Our mortgage comes up for renewal on September 1st. When we bought our home in 2011 I went with a five-year discounted variable rate mortgage at prime minus 0.80 percent. Such a steep discount wasn’t available when it was time to renew in 2016, so I chose a 2-year fixed rate mortgage at 2.19 percent. So, what to with our mortgage renewal now that interest rates have ticked higher?
We’re not alone with this mortgage decision. A CIBC report estimates that nearly half of all existing mortgages in Canada will need to be refinanced in 2018. Adding weight to this decision is a new stress test for both insured and uninsured mortgages where homeowners must prove they can handle payments at the greater of the Bank of Canada’s five-year benchmark rate (currently 5.14 percent) or their contractual mortgage rate plus two percentage points.
Borrowers who renew with their existing lender are not subject to the stress test, which could come as a relief to some homeowners who might have overextended their finances to get into the housing market when rates were lower. On the other hand, if your bank knows that you’re unlikely to shop around at renewal then they’ll have less incentive to offer you a good deal on your mortgage.
Mortgage Renewal Strategy
I’m not worried about passing the stress test because our finances are in good shape. More important is to keep my options open so I can negotiate the best deal.
My mortgage renewal strategy is simple: I’ll take the cheaper of the five-year variable rate or the 1-or-2 year fixed mortgage rate. This strategy is based on what is now decades-old research by York finance professor Moshe Milevsky, whose ground-breaking 2001 study on mortgage rates showed Canadian mortgage holders would have been better off with a variable rate nearly nine times out of 10, saving around $22,000 in interest payments over a 15-year mortgage life.
The study looked at mortgage rates between 1950 and 2000, which critics fairly point out was during a time of falling interest rates. Milevsky updated the study in 2008 and the probability of coming out ahead with a variable rate increased to just over 90 percent, although the amount saved dropped to $20,630.
Fast forward 10 years and the mortgage landscape has changed significantly. Borrowers have more choice today. Rather than blindly accepting a lender’s “posted rate” when it’s time to renew, the proliferation of mortgage brokers and online rate comparison sites have made it easier for borrowers to find and negotiate the best mortgage rates.
There’s also less of a spread between fixed and variable rates, making it less obvious or likely that a borrower would come out ahead by choosing a variable rate.
Finally, we’re now in a period of rising interest rates. During the mortgage wars of the past five years you could easily find a five-year fixed rate mortgage under 3 percent. Today the best offer from the big banks is at 3.29 percent. Meanwhile the Bank of Canada has increased its key interest rate three times since last summer, sending variable rates up by 0.75 percent.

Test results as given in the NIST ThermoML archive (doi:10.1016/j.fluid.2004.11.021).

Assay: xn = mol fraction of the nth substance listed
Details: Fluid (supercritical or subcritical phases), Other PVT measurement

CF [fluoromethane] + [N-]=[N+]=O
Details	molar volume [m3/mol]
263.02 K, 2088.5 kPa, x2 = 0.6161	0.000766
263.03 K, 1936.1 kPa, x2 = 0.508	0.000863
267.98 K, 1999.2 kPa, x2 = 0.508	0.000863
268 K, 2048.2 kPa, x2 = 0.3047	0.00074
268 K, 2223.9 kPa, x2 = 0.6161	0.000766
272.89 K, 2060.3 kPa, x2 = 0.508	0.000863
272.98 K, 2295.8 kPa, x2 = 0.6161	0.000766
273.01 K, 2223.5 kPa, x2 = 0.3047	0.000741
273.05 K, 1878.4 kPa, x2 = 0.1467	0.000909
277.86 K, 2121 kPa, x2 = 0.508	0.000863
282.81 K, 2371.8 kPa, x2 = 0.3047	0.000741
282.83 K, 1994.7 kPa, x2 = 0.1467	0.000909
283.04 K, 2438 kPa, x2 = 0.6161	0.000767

Don’t try to predict interest rates
My mortgage renewal strategy ignores interest rate forecasts and focuses instead on the information at hand today. No one can predict where interest rates are headed, just like no one can predict the direction of the stock market. It’s foolish to even try.
Economists and market experts predicted that rates would go up for years before the Bank of Canada actually lowered rates twice to deal with crashing oil prices. Then, when it was expected rates would stay at historic lows indefinitely, we’ve seen three rate hikes in less than a year.
Whatever you do, Milevsky said, never base your decision of whether to go fixed or variable on where you think interest rates are headed.
“You’re not a bond trader,” he said. And, in any case, economists and financial analysts often get it wrong, too.
In fact, even central banks “don’t really know what’s going to happen.”
All you can do is make the best decision you can with the information you have in front of you. Scour the market for the best fixed and variable rates. Understand your personal financial situation and know how a change in interest rate, term, or amortization might impact your finances. Stress test your own finances to ensure you can handle payments if rates rise 1 or 2 percentage points, or if you lost your job temporarily.
If you’re like me and your mortgage is up for renewal this year you might be feeling anxious or frustrated to have to renew at a higher rate. Take comfort, though, that we’re still in a time of historically low interest rates. There’s also still fierce competition for your mortgage business if you take the time to shop around.
Milevsky says there’s still a place for variable rates:
Because variable rates have been the better deal historically, “I would say go with a floating rate, unless you would be disproportionately affected in a recession,”
I agree, which is why I’ll be keeping an eye on the deeply discounted variable rate mortgages to see if I can get something under 2.50 percent when it comes time to renew my mortgage in a few months.